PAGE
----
Lawn Problem Solver

Pink Patch Lawn Fungal Disease

Pink Patch Lawn Fungal Disease

What is Pink Patch?

Pink Patch is a fungal organism that causes patches of turf to turn brown and produce a pink fuzz cotton candy-like material. It can be unsightly, but in most cases, the grass will recover just fine when the temperature cools in the fall. 

 

Why do you have Pink Patch?

It is normal for lawns to get a mild dose of Pink Patch when conditions are optimal. Pink Patch is really a symptom of one or more of the following: improper watering, poor grass, poor soil or all of the above:

Improper  Watering

The fungus thrives when the surface of the soil lawn is wet and the roots are dry.  Also, watering too often will cause the disease to get worse.

Solution to Improper Watering: Don’t water more than every 3-4 days and make sure to water in the morning or early afternoon...onlyso the grass does not stay wet all night.  Water on the blades will cause Pink Patch to get worse.  Also, one or more liquid aeration treatments will help the water move down into the soil and can make the disease less severe.

Poor Grass

Pink Patch is most severe on Perennial Ryegrass...which is susceptible to a lot of diseases (Rust, Dollar Spot, Red Thread etc.).  Builders and landscapers plant a lot of Perennial Ryegrass because it sprouts quickly.  Homeowners often buy a Perennial Ryegrass/Kentucky Bluegrass blend and seed it at a heavier rate than the manufacturer recommends. If a little is good, a lot is better. Right? Wonrg...the ryegrass takes over because it comes up faster than the bluegrass. So even though they planted a blue/rye mix, they end up with a ryegrass lawn that is susceptible to Pink Patch, rust, dollar spot, red thread etc.

Solution to Poor Grass: If you have a lawn that is predominately Perennial Ryegrass, Pink Patch and other diseases will always be a problem. We highly recommend Super Seeding in the late summer to get some different more resistant types of grass in your lawn.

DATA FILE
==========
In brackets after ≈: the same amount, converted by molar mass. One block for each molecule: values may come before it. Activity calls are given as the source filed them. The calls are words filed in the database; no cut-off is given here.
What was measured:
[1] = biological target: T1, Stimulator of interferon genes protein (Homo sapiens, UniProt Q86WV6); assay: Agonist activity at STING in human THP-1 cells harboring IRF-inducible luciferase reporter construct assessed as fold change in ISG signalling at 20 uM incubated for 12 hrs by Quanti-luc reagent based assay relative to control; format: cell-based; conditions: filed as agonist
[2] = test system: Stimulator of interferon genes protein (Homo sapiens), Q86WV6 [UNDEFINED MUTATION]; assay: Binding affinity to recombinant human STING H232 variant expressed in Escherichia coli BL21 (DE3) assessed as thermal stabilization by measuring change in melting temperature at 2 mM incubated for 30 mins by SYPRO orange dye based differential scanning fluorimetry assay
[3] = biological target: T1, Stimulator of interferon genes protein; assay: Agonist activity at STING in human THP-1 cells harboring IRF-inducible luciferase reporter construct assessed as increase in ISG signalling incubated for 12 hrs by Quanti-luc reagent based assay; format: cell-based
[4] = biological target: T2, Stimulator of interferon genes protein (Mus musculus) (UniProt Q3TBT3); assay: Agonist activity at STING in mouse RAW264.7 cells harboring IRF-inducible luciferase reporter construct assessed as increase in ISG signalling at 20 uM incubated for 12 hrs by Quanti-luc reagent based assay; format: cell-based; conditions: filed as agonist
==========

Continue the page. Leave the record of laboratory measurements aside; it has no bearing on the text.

Poor Soil 

Newer lawns typically don’t have the most biologically active soil and because of that are subject to disease issues. The more biologically active your soil is, the fewer problems your lawn will have.

Solution to Poor Soil:  Fertilizing organically will gradually build soil biology and improve your soil and your lawns disease resistance. If you’d like to speed the process you might want to consider a Compost Topdressing, Liquid Aeration, and/or Core Aeration.
 

 

What can you do now about Pink Patch?

To help protect your lawn from Pink Patch we recommend:

  • Don't water more than every 3-4 days...only in the morning or early afternoon
  • Clean your mower between mowing...bag clippings for awhile if Pink Patch is severe
  • Feed your lawn organically (so you don’t kill off the good soil organisms that fight disease causing fungi)
  • Add resistant grasses (Super Seeding can really help)
  • Minimize your thatch layer (Liquid Aeration in Spring and Core Aeration in the fall)
  • Topdress with compost in the fall to add beneficial biology

 

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